Under Sub-section (2) of Section 66 it was not incumbent on the Chief Justice of Travancore-Cochin to certify for transfer to the Madras High Court all cases pending immediately before the appointed day in the Travancore-Cochin High Court which arose from the territories transferred to Madras from Travancore-Cochin. In view of these provisions it is unnecessary for us to examine whether by reason of the transfer of the venue of the dime to the Madras State we have under rules of Private International Law ceased to have jurisdiction to hear and dispose of the appeal. The appellant is undergoing her sentence in the Central Prison, Trivandrum and as per the prayer made in her memorandum of appeal she was brought up before this Court at the hearing and besides hearing the counsel retained at the State's expense to defend her, we heard her as well.

3. There is no direct evidence to connect the accused with any one of the offences she stood charged with. At the same time, there is overwhelming evidence to establish the appellant's complicity in the three murders she has been found guilty of and also to prove that she attempted to commit suicide by jumping into a well known as Saivapillamar's well. (After discussing the evidence, judgment proceeded:) We have carefully considered these different' items of evidence and we have found ourselves to be in entire agreement with the lower court's conclusion that the appellant caused the death of her children by deliberately throwing them into the well and that afterwards she herself jumped into it with a view to end her life. No doubt she had found life impossible in' her husband's 'house,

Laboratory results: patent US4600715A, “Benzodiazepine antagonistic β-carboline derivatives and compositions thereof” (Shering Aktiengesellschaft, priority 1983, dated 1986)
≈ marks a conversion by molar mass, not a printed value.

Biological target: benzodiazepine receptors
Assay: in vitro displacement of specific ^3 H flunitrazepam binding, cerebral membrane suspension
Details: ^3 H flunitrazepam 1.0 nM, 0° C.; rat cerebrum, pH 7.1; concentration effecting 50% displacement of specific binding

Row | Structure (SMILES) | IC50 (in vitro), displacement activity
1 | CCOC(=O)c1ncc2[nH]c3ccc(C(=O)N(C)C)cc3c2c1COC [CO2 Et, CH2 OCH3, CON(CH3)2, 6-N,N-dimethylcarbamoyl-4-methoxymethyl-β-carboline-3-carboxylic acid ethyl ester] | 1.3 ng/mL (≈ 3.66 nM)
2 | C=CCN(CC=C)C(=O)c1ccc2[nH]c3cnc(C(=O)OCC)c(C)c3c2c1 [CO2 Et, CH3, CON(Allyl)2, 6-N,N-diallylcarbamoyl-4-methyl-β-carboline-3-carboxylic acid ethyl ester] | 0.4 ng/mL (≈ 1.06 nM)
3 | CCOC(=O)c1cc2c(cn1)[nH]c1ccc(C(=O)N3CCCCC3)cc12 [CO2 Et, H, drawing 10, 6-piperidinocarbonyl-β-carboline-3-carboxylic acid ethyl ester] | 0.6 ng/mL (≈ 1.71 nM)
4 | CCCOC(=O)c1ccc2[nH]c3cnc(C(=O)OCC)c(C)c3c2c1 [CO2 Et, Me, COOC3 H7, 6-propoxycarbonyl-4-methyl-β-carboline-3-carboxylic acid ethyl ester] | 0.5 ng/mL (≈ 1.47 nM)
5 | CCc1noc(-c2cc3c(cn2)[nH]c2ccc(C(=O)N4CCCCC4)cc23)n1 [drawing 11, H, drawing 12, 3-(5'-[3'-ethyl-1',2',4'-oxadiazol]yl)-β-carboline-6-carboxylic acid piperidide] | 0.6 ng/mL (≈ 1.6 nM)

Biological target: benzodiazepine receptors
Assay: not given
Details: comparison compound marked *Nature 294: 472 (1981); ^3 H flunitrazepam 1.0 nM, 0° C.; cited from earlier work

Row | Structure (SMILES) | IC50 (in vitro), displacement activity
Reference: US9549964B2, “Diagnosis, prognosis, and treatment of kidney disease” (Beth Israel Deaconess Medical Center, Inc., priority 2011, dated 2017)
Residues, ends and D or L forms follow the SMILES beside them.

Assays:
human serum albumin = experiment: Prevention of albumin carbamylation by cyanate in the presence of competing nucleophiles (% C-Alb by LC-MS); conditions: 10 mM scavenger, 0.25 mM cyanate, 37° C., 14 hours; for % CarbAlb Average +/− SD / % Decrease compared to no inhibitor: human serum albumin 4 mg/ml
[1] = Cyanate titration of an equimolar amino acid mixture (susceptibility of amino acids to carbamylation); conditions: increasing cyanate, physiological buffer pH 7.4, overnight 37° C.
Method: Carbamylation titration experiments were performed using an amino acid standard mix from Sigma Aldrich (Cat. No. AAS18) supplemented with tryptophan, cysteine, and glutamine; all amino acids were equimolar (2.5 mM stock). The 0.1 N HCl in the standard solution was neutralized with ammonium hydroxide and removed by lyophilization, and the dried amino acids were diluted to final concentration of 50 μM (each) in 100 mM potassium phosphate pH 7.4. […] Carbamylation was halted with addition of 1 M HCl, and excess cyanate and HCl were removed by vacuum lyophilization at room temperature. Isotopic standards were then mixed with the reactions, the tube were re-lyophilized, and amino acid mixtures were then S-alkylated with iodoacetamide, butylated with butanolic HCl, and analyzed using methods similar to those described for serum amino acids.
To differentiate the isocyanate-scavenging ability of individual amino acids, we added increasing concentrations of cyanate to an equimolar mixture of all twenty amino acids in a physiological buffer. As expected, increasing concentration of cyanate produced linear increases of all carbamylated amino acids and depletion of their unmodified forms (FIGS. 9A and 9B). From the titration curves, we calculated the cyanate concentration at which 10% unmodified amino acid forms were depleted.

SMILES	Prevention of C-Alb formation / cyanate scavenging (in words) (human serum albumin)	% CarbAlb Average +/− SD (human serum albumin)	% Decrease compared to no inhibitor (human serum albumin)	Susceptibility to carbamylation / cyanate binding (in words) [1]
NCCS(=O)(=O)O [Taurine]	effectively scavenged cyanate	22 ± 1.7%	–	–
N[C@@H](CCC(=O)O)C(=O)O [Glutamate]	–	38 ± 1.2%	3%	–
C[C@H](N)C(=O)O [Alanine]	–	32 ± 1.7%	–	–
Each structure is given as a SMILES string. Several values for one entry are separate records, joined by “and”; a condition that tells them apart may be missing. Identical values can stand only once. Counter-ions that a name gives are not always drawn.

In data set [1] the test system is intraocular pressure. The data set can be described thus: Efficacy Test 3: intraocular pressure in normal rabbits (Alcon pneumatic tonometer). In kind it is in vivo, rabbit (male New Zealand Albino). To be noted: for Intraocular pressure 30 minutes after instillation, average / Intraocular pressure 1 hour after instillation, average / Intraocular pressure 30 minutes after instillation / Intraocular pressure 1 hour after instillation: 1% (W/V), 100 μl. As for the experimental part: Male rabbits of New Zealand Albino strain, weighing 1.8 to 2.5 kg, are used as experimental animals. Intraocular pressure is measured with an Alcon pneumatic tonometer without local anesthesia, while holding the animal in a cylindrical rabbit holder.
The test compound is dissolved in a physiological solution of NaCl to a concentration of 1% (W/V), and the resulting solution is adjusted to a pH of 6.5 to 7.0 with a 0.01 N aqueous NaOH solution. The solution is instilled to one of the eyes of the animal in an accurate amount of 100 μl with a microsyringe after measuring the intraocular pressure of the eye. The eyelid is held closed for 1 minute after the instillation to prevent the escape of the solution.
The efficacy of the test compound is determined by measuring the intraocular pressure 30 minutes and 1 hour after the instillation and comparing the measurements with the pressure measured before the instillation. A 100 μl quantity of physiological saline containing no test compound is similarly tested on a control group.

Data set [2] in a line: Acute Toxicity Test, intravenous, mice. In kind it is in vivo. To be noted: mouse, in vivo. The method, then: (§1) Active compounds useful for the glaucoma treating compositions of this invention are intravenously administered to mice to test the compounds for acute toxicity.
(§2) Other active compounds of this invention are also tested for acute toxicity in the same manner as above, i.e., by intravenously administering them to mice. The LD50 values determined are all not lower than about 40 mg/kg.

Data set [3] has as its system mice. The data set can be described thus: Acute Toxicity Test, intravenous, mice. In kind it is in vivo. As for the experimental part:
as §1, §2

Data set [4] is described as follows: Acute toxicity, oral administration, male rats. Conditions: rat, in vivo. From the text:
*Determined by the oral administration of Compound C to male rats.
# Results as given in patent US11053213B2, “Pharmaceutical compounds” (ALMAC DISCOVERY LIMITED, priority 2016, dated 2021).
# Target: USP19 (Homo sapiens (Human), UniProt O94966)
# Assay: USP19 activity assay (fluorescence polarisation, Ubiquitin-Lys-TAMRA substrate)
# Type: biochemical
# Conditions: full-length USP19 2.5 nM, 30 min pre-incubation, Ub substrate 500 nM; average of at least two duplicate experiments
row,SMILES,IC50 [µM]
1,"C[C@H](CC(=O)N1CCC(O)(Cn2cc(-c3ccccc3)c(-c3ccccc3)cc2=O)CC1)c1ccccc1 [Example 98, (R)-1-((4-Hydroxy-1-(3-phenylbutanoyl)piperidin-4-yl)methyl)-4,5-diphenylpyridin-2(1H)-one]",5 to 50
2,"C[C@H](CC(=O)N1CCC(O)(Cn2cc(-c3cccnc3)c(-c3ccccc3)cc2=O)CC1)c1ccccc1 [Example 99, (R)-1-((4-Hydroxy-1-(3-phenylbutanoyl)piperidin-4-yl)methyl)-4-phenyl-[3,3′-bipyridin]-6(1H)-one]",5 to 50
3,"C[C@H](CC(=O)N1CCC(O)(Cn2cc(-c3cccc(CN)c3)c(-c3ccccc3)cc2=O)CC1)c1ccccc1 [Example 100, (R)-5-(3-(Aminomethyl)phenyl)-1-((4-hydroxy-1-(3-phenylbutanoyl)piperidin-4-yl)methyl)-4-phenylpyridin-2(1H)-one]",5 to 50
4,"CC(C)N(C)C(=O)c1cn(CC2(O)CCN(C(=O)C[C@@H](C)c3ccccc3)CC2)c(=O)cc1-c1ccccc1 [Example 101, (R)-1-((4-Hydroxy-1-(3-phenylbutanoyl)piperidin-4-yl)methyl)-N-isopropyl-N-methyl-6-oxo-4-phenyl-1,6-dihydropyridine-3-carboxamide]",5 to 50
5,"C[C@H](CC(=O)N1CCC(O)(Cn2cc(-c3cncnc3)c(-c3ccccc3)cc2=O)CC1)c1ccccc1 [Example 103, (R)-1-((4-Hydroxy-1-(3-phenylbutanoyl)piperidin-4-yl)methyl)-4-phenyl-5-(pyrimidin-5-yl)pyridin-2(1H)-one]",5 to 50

All the same she had no justification whatever to end the lives of the three innocent children whom she had herself brought forth into the world. Indeed Mr. Raya Shenoi who appeared on her behalf found the evidence to be overwhelming to admit any argument being raised against the conviction on any one of the four counts. In all the circumstances of the case we have therefore to confirm the convictions entered against the appellant by the court below. As only the lesser penalty prescribed for murder has been imposed in respect of each murder, no question of interfering with those sentences either arises. The sentence of 1 year's simple imprisonment passed for the attempt to commit suicide is to run concurrently with, the other sentences and we therefore leave that also undisturbed.